For anyone who was following my twitter feed today, you'll have seen quite a few tweets from #LTOpenDay as we did our best to keep a running commentary going. We even had a widescreen set up using TwitterFall to chart the hashtag's development (picture left), although I cannot confirm we started trending!
We also noted that out of all the other departments, student groups, faculty members, etcetera, we were the only contributors. I'm sure other hacks have observed that twitter seems to have a rather selective user-base, and I've often argued twitter's relative importance to journalism in terms of social media interaction, as against something like Facebook. But that's a discussion for another time.
As well as discussing our Journalism, Sports Journalism, and Journalism (Post-Graduate) programs with potential students and parents, the volunteers were using our brand new JVC HM100 cameras to conduct interviews. This way, we became more familiar with these advanced units, whilst demonstrating our technical resources to the milling punters - sorry, propsective admissions. On the right, Megan Savage is interviewing an interested party whilst Valerie Durussel operates the camera.
Sadly we neglected to record any footage so I can't bring you any journalistic 'baby pictures' of early ad-libbed interviews, but that's probably for the best. However, we tried to bridge the experience with other departments.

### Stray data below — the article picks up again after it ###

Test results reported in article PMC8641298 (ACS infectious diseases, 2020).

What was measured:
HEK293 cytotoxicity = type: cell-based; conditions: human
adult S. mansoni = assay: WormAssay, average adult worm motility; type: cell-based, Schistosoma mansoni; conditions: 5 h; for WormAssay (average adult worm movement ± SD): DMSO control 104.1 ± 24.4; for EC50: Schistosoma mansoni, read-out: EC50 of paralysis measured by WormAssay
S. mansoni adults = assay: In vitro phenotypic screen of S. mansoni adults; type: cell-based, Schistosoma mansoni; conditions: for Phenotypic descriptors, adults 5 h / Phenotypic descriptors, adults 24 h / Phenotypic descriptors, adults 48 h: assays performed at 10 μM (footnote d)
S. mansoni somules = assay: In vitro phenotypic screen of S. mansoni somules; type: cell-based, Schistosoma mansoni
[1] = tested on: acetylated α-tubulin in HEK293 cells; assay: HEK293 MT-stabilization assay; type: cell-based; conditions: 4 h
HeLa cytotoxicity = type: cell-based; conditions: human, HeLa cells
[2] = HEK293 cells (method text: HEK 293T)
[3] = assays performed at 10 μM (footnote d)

Here, Valerie is interviewing two of our Sports, Health and Nutrition students who are also drawing attention to our successful rugby team, whilst Sammy Parker handles camera duties, and Senior Lecturer Lindsay Eastwood producers, er, via her mobile. I've linked to some twitter accounts here, so that they can get their followers now before they become huge!
Our thanks then to the department staff who helped out, including Head of the Centre for Journalism Catherine O'Connor (left), as well as Post-Graduate Broadcast Programme Leader Richard Horsman, and Principal Lecturer Dean Naidoo to name just a few. We all hope that students and parents went away informed and enthusiastic about a place at Leeds Trinity University. On the whole, potential candidates for degrees seem confident in spite of the fees hike, willing to defer the worry of debt in favour of a career likely to be able to sustain it - and I for one am in full agreement. Hopefully this marks the beginning of a new era of co-operation between institutions and students that will redress the economic balance.
That's been my blog on the most recent Open Day at Leeds Trinity - until next time!